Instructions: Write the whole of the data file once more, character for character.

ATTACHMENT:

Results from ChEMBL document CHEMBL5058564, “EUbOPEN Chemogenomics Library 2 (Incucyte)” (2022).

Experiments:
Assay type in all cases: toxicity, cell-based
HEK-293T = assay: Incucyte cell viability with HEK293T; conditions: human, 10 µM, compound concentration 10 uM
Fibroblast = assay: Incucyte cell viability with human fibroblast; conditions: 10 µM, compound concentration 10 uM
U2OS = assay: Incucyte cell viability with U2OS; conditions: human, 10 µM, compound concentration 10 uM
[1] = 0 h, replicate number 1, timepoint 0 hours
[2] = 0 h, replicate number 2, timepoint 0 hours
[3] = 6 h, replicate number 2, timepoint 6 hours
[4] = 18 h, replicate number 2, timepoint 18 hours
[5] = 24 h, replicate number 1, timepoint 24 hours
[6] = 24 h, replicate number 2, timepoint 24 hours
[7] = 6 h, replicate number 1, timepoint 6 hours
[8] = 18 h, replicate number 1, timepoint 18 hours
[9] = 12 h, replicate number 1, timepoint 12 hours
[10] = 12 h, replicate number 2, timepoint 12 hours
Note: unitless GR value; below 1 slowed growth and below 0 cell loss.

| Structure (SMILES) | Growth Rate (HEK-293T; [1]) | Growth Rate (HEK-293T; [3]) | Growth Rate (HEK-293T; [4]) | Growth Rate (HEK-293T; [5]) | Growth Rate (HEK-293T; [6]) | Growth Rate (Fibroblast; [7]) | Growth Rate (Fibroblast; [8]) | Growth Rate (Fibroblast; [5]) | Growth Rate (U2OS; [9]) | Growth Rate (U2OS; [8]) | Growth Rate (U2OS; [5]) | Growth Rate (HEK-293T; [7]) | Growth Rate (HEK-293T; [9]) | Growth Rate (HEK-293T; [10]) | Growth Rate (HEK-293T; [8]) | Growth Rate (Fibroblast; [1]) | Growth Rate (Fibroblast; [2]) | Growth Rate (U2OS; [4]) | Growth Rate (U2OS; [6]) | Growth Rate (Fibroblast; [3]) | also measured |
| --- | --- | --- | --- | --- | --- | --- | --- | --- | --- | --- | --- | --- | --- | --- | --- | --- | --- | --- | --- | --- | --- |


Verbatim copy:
Results from ChEMBL document CHEMBL5058564, “EUbOPEN Chemogenomics Library 2 (Incucyte)” (2022).

Experiments:
Assay type in all cases: toxicity, cell-based
HEK-293T = assay: Incucyte cell viability with HEK293T; conditions: human, 10 µM, compound concentration 10 uM
Fibroblast = assay: Incucyte cell viability with human fibroblast; conditions: 10 µM, compound concentration 10 uM
U2OS = assay: Incucyte cell viability with U2OS; conditions: human, 10 µM, compound concentration 10 uM
[1] = 0 h, replicate number 1, timepoint 0 hours
[2] = 0 h, replicate number 2, timepoint 0 hours
[3] = 6 h, replicate number 2, timepoint 6 hours
[4] = 18 h, replicate number 2, timepoint 18 hours
[5] = 24 h, replicate number 1, timepoint 24 hours
[6] = 24 h, replicate number 2, timepoint 24 hours
[7] = 6 h, replicate number 1, timepoint 6 hours
[8] = 18 h, replicate number 1, timepoint 18 hours
[9] = 12 h, replicate number 1, timepoint 12 hours
[10] = 12 h, replicate number 2, timepoint 12 hours
Note: unitless GR value; below 1 slowed growth and below 0 cell loss.

| Structure (SMILES) | Growth Rate (HEK-293T; [1]) | Growth Rate (HEK-293T; [3]) | Growth Rate (HEK-293T; [4]) | Growth Rate (HEK-293T; [5]) | Growth Rate (HEK-293T; [6]) | Growth Rate (Fibroblast; [7]) | Growth Rate (Fibroblast; [8]) | Growth Rate (Fibroblast; [5]) | Growth Rate (U2OS; [9]) | Growth Rate (U2OS; [8]) | Growth Rate (U2OS; [5]) | Growth Rate (HEK-293T; [7]) | Growth Rate (HEK-293T; [9]) | Growth Rate (HEK-293T; [10]) | Growth Rate (HEK-293T; [8]) | Growth Rate (Fibroblast; [1]) | Growth Rate (Fibroblast; [2]) | Growth Rate (U2OS; [4]) | Growth Rate (U2OS; [6]) | Growth Rate (Fibroblast; [3]) | also measured |
| --- | --- | --- | --- | --- | --- | --- | --- | --- | --- | --- | --- | --- | --- | --- | --- | --- | --- | --- | --- | --- | --- |